Sanderson M. Smith
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INFERENCE EXAMPLE USING t DISTRIBUTION
In this example, there is no population standard deviation (s) provided. This parameter is unknown. The statistic s (computed from a sample) is used in place of s.
A machine is calibrated to produce washers with a thickness of 0.05 inches. A random sample of ten measurements yields the following thicknesses (unit = inches).
At the 5% level of significance, test the hypothesis that the machinery is functioning properly.
Ho: m = 0.05 (sample came from population with m = 0.05).
Ha: m is not equal to 0.05 (sample did not come from population with m = 0.05)
Type of test: 2-tail.
Degrees of freedom: 10 - 1 = 9.
Mean of sample: x(bar) = 0.0523.
Calculated s from sample: s = 0.0024.
Standard error for sample means: s/SQRT(N) = 0.0024/SQRT(10) = 0.00076.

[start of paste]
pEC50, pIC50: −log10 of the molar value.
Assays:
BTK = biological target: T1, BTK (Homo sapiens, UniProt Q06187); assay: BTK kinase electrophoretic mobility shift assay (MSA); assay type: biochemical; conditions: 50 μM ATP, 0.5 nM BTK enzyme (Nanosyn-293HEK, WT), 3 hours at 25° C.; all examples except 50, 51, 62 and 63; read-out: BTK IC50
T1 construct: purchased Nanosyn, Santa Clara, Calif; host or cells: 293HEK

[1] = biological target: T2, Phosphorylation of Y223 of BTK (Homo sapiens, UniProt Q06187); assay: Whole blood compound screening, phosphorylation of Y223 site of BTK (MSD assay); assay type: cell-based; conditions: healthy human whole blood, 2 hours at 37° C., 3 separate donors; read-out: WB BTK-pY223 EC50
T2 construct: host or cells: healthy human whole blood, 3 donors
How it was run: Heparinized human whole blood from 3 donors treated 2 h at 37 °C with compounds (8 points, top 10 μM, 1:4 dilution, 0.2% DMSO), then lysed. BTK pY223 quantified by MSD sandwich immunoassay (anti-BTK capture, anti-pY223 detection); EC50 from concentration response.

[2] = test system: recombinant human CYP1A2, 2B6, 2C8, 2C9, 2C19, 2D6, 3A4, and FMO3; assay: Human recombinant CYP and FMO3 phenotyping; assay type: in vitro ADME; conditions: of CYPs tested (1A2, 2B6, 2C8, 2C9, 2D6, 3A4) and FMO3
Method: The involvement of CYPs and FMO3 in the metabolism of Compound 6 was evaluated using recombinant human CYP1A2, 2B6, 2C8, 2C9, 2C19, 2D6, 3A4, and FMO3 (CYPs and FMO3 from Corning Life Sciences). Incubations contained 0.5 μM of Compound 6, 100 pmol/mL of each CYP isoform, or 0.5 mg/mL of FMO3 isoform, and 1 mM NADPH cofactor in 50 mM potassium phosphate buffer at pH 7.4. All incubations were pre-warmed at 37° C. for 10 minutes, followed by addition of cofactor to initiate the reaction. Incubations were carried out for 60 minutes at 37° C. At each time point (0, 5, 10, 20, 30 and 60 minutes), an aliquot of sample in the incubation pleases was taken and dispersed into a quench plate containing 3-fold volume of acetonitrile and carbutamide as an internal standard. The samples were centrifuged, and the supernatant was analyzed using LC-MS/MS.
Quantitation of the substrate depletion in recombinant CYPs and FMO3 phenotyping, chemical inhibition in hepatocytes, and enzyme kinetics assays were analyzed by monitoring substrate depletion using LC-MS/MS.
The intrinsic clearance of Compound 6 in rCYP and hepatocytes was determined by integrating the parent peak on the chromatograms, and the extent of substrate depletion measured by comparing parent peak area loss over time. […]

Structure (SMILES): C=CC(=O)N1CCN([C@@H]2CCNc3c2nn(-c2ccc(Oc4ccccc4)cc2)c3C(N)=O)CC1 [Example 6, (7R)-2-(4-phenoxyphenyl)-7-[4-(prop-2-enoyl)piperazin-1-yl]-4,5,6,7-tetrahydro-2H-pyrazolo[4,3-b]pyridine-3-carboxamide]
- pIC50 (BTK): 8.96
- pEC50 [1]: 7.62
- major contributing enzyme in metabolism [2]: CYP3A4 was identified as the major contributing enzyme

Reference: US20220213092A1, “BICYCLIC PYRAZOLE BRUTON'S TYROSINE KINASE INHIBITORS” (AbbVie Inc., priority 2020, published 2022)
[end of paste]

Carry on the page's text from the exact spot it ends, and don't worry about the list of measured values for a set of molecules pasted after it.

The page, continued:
Calculation of sample t statistic: t = (0.0523-0.05)/0.00076 = 3.03.
Critical values of t with 9 degrees of freedom: t < -2.262 and t > 2.262.
Conclusion: Calculated value of t is in the critical region. At the 5% level of significance, we reject Ho. At the 5% level of significance, there is evidence to suggest that the machinery is not functioning properly.
Alternate approach using confidence intervals: Using the data above, the 95% confidence interval for the population mean is
0.0523 plus/minus (2.262)(0.00076) = 0.0523 plus minus 0.00172.
This interval is [0.0506,0.0540]. Since this interval does not contain 0.05, we would reject Ho at the 5% level of significance.
Alternate approach using probability: With 9 degrees of freedom, the probability of obtaining a value t = 3.03 if Ho is true is 0.007, or about 0.7%. [This is tcdf(3.03,1E99,9) on the TI-83 calculator]. This would cause rejection of Ho at the 5% level of significance.
Note: At the 1% level of significance (2-tail), Ho would not be rejected.
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